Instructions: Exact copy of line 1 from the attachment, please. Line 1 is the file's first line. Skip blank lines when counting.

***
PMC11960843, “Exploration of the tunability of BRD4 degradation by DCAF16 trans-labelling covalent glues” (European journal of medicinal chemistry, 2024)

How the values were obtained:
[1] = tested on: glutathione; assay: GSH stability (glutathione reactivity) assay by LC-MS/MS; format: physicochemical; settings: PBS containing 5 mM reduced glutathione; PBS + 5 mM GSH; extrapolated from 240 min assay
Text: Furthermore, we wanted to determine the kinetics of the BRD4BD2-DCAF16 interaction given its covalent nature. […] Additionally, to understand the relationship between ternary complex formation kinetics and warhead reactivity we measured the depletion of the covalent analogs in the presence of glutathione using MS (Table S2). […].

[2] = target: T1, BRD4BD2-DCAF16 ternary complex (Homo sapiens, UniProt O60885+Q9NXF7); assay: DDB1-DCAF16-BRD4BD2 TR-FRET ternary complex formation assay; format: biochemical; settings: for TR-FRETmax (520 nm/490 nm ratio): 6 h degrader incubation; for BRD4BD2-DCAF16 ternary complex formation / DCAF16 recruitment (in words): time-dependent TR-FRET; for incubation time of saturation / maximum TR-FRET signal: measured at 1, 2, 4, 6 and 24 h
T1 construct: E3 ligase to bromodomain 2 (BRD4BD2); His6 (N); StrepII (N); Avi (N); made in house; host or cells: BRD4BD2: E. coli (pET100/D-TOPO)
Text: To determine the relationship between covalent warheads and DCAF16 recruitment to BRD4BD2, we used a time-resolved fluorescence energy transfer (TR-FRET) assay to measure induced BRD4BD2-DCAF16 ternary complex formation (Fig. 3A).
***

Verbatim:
PMC11960843, “Exploration of the tunability of BRD4 degradation by DCAF16 trans-labelling covalent glues” (European journal of medicinal chemistry, 2024)